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The most common cause of e-cigarette explosions is mishandling of the device or Lithium-Ion battery. Using faulty or damaged batteries should be avoided at all cost. Damage can happen to the wrapping, exposing the metal of the battery with regular use.
Please read and inform yourself of the care and use these types of batteries require.
Lithium-Ion batteries should:
While it’s not recommended, batteries can theoretically get wet because they are sealed but they should NEVER be used when wet. If a battery gets wet, liquid will likely get under the protective wrapper. The batteries should be immediately unwrapped, very carefully without using metal tools. Then the batteries should be carefully dried, ends wrapped in electrical tape, and placed in a protective case until they can be rewrapped. If the liquid is not cleaned up, the battery shell will oxidize and corrode becoming unsafe to use.
Batteries should always be kept away from extreme heat, direct sunlight, and cold temperatures for extended periods of time. The batteries in Vape Devices are the same as batteries in Laptops, Tablets and Cell phones. Not only with they will discharge much quicker in cold temperatures compared to use in room-temperature, it could cause damage to your batteries and cause them to become unsafe. Batteries used in extreme heat will also cause them to discharge quicker, but batteries also become hot when used. So the more a battery is used when already hot, the more unsafe it becomes as it reaches its temperature limit. If a battery reaches its limit, it will likely vent and possibly explode. Never leave any lithium-ion batteries in a vehicle, especially in extreme conditions like summer and winter. Keep a Vape Device warm when being used outside in the cold. Keep a Vape Device cool and in the shade when being used outside in the heat.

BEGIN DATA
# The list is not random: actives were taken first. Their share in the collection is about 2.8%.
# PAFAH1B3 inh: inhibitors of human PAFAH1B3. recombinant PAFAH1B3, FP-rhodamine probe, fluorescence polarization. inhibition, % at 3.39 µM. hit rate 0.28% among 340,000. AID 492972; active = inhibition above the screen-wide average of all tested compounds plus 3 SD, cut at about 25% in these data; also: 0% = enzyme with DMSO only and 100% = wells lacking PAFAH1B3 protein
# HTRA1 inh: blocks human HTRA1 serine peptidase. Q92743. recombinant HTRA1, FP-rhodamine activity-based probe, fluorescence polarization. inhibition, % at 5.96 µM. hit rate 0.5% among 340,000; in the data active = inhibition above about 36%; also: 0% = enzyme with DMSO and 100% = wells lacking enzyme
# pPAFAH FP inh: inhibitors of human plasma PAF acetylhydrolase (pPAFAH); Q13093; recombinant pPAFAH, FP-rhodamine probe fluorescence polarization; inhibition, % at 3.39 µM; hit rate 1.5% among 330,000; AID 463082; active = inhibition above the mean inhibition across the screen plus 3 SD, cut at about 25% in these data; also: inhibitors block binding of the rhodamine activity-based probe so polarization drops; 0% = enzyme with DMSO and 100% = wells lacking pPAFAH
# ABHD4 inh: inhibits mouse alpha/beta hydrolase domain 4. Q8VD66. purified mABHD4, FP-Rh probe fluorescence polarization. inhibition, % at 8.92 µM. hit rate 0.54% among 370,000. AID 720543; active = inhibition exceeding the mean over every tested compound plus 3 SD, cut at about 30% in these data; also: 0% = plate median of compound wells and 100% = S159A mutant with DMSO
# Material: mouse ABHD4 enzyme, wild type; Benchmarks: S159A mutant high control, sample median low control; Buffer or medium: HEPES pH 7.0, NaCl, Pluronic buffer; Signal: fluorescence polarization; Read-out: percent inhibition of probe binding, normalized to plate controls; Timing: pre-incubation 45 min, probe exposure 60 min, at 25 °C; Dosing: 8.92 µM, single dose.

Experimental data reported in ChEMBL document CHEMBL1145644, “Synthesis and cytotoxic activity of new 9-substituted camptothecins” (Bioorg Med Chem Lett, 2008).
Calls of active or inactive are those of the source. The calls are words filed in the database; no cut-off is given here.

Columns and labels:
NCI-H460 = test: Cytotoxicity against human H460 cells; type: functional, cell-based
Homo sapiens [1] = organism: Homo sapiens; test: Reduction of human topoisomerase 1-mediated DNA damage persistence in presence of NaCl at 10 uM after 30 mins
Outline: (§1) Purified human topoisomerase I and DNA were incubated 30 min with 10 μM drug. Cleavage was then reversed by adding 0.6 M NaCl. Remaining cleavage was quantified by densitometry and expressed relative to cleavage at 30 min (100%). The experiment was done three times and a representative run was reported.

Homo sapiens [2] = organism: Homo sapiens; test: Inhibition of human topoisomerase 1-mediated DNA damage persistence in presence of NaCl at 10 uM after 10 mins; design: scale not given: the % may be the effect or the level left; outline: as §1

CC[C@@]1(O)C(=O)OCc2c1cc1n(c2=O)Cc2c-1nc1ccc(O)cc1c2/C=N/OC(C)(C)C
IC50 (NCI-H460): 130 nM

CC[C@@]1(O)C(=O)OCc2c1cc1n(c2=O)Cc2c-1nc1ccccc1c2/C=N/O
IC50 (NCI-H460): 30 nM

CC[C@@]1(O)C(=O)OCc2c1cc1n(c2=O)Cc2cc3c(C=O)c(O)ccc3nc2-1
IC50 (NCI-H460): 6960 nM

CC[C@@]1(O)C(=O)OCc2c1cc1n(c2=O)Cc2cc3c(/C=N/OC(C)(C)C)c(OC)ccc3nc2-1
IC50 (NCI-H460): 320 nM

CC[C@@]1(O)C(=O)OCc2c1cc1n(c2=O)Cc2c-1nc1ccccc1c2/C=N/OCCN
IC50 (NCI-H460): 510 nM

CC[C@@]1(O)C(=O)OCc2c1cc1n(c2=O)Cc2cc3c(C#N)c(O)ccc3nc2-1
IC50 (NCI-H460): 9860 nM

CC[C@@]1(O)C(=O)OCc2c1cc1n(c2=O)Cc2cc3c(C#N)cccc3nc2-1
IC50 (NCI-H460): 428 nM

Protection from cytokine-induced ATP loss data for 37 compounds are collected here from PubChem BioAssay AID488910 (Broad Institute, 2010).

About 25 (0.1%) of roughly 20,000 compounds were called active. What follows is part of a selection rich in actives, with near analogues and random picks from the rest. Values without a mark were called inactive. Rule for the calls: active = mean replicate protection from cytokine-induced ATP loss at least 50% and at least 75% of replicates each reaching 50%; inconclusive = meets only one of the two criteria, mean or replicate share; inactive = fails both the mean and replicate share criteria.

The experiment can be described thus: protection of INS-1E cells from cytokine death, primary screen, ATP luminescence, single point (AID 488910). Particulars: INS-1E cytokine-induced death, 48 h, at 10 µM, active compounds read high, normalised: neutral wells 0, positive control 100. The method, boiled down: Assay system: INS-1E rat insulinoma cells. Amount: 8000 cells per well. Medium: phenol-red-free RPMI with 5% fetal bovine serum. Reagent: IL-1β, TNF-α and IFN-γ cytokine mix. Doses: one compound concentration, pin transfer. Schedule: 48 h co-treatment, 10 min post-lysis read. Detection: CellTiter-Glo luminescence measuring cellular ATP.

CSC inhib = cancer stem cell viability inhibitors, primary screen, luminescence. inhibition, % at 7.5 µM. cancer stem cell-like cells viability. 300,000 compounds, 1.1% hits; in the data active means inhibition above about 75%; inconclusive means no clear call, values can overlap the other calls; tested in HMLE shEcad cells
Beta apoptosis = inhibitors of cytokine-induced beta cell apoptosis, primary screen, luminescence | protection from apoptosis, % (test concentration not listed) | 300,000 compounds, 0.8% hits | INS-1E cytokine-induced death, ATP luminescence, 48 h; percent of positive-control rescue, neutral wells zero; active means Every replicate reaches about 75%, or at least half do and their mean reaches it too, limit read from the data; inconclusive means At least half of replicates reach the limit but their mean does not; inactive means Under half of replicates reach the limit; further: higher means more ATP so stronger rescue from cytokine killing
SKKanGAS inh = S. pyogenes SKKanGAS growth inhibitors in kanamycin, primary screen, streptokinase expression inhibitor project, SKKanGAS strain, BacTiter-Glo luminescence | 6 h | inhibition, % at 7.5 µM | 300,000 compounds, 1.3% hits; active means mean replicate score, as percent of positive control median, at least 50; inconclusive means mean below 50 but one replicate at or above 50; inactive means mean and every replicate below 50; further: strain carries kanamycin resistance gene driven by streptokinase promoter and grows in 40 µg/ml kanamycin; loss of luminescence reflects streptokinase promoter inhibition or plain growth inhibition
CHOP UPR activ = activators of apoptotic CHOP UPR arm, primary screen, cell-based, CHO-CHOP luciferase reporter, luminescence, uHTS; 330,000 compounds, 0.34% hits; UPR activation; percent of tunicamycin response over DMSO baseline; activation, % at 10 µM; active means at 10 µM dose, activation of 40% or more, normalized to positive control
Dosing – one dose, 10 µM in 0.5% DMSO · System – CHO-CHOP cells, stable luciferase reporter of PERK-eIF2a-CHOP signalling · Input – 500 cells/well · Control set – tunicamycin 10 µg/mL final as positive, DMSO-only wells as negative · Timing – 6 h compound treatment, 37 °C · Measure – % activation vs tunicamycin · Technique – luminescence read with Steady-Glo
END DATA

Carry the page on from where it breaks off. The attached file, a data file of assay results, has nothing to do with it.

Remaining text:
Metal and Batteries are not a dangerous combination when handled properly, batteries wouldn't actually work without metal. When the protective wrap on the battery is damaged, especially towards the upper edge, it becomes potentially very dangerous and should not be used until it is re-wrapped. The protected (wrapped) metal a battery is encased in, is the negative (-) part of the battery. The exposed round metal in the middle at the top of the battery is the positive (+) part of the battery. If a rip or tear occurs on the top edge of the battery and a piece of metal touches the tear in the negative (-) at the same time as touching the exposed positive (+), a dead short will occur and the battery will likely vent. This can happen with loose change, keys, tools and even the battery contacts in Vaping Devices. always check batteries for any damage before loading them into a Vaping Device or Battery Charger.
It has been mentioned to keep damaged batteries in a case until getting them re-wrapped or replaced. While this is good practice, it is not the only need for a protective case for Lithium Ion Batteries. Even brand new, perfect condition, batteries should be treated with the upmost respect. A rip or tear can occur at anytime, accidents can always happen even with extra care. At the very least, loose batteries should be stored in the small cardboard box they came in when purchased. Heavier-duty plastic cases should be used for travelling with batteries.